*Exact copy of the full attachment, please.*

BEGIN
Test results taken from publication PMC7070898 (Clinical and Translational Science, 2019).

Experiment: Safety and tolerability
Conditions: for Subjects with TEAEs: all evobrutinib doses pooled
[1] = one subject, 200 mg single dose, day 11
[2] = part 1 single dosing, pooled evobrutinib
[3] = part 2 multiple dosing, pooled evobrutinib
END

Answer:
Test results taken from publication PMC7070898 (Clinical and Translational Science, 2019).

Experiment: Safety and tolerability
Conditions: for Subjects with TEAEs: all evobrutinib doses pooled
[1] = one subject, 200 mg single dose, day 11
[2] = part 1 single dosing, pooled evobrutinib
[3] = part 2 multiple dosing, pooled evobrutinib